Billions of pounds are spent and made globally each year as the business of sport grows ever-more sophisticated. The interaction between athletes, agents, fans, clubs, venues and governing bodies – as well as the brands that engage with them – is intricate and ever-changing.
These relationships and the complex framework of rights and regulations which surround them are what the business of sport is built upon, requiring specialist knowledge, a strategic approach and real commercial nous on the part of legal advisers.
As one of the UK’s leading sports practices, we are not just seasoned legal experts, we have a deep and rich knowledge of the sector. Many of our team are ex-professional athletes or have worked in-house at clubs, sponsors and major events.
Our team is known for its expertise across all commercial aspects of sport including: sponsorship, merchandise licensing, ticketing and hospitality, data management and exploitation, gambling, gaming, supplier agreements and rights protection.
On top of this, our in depth understanding of the complex layering of commercial rights in sport sets us apart. We advise rights holders at all levels, and work closely with brands and their marketing agencies when investing in sports partnerships and creating sports content.
In a disrupted media environment we excel in helping sports stakeholders to deliver their content across a spectrum of traditional and digital platforms.
Our top-ranked advertising and marketing practice puts us in prime position to advise on regulatory issues as they impact sports marketing. Advising sports sponsors in heavily regulated industries such as alcohol and betting is a particular strength. We also advise on social media rules and ambush marketing on a daily basis.
On the talent side we have decades of experience negotiating deals for and with some of sports biggest stars; be it agency representation agreements, advertising campaigns or endorsements.
From negotiating global sponsorship deals, advising on player, manager and backroom staff employment issues, and implementing complex football financing deals, to advising on player transfers, sports immigration, brand protection and a wide range of commercial contracts and disputes, we bring to bear the added dimension of practical experience and in-depth insight.
That’s exactly why we act for some of the world’s biggest names in sport.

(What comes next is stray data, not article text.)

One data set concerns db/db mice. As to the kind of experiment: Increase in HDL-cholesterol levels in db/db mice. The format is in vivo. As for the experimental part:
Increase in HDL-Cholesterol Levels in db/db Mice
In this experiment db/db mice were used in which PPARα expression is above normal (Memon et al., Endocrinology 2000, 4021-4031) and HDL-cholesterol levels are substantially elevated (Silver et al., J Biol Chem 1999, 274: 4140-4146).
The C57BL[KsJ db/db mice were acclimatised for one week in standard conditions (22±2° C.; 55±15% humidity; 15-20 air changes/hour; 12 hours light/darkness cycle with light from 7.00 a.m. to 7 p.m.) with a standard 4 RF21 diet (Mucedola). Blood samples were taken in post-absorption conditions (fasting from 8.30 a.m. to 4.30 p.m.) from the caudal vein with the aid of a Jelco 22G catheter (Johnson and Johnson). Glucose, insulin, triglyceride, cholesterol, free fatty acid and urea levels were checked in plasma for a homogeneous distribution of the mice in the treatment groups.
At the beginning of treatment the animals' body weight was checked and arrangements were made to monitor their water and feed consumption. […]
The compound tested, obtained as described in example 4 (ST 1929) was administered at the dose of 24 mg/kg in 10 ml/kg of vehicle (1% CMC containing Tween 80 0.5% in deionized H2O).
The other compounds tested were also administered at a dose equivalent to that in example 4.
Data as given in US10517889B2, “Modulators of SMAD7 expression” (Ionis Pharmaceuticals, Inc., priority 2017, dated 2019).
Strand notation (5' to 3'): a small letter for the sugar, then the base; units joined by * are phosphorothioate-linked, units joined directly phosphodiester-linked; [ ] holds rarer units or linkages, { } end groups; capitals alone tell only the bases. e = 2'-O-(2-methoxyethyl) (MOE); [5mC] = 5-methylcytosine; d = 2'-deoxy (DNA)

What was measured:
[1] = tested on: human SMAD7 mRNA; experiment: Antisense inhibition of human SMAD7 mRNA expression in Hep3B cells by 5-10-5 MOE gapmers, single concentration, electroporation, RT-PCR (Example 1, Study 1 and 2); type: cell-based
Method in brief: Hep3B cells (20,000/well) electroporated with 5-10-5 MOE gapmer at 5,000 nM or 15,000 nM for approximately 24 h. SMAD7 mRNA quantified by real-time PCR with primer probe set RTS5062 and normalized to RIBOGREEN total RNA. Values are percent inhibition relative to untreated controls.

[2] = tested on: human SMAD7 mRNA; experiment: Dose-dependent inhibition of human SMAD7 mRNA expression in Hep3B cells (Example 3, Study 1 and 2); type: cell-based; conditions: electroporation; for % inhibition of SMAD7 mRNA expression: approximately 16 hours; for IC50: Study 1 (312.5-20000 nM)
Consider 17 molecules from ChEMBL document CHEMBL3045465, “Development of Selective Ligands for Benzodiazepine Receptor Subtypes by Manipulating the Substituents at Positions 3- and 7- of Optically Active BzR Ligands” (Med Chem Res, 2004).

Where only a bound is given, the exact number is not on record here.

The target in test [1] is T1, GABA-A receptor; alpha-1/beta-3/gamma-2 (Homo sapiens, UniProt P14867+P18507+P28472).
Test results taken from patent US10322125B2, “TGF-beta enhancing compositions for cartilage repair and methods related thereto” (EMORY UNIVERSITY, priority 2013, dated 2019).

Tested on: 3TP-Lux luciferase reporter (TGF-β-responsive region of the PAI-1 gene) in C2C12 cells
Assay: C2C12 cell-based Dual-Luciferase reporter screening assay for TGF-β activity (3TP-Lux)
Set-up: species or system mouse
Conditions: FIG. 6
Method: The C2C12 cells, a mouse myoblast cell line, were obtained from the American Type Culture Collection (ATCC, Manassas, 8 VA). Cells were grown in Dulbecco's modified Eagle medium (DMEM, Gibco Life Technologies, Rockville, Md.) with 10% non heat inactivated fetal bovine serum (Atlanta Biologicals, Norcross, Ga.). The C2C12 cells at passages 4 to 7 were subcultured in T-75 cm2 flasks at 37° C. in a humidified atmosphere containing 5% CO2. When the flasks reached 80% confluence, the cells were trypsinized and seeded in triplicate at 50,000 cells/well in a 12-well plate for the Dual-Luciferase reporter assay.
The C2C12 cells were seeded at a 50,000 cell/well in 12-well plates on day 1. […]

Andrew Osborne comments for Bloomberg: Soccer's Brexit Fight Heats Up as Clubs Resist Curbs on Imports16 November 2018
Andrew Osborne has commented in an article for Bloomberg which discusses the implications of Brexit on top English football clubs.
Andrew Osborne comments for Inside World Football: FA’s Brexit proposal on foreign player quotas breaks current immigration rules15 November 2018
Andrew Osborne has commented on an article for Inside World Football which discusses The FA's Brexit proposal on foreign player quotas.
Sports Q&A - Are the new guidelines on influencer marketing relevant to Sport?01 November 2018
The requirement for influencers to use #Ad to ensure their promotion of brand partners on social media are clearly identified as advertising is not new. However recent guidelines issued jointly by the relevant regulators is a sharp reminder that they’re taking this seriously.
Alex Kelham comments for City A.M: 'Why has Colin Kaepernick filed a trade mark of his image?'30 October 2018
In an article for City A.M, Alex Kelham comments on former San Francisco 49ers quarterback Kaepernick seeking to protect his assets by filing a trade mark in the US and discusses athletes' efforts to protect their personal brands.
Alex Kelham writes for LawInSport: The challenges of digitally placed advertising: Ofcom’s decisions on ‘undue prominence’ from the Singapore Grand Prix15 October 2018
Alex Kelham has authored an article for LawInSport on how Ofcom (the British regulator of TV broadcasting in the UK) felt Formula One Management (FOM) had gone too far with its commercial creativity in its coverage of the 2016 Singapore Grand Prix.
Sports Q&A - Are clubs allowed to ban their players from using social media?27 September 2018
This month’s question was inspired by comments from Manchester City boss, Pep Guardiola, about his first choice left back, Benjamin Mendy. During a press conference over the summer, Guardiola suggested that Mendy should, “forget a little bit the social media and improve a few things”. Mendy, who has a huge following on both Instagram and Twitter, vowed to “listen to the manager”...though he remains incredibly active online.